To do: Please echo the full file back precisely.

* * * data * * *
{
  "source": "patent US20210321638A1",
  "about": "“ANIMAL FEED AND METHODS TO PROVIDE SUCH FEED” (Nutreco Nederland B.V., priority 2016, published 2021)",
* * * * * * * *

{
  "source": "patent US20210321638A1",
  "about": "“ANIMAL FEED AND METHODS TO PROVIDE SUCH FEED” (Nutreco Nederland B.V., priority 2016, published 2021)",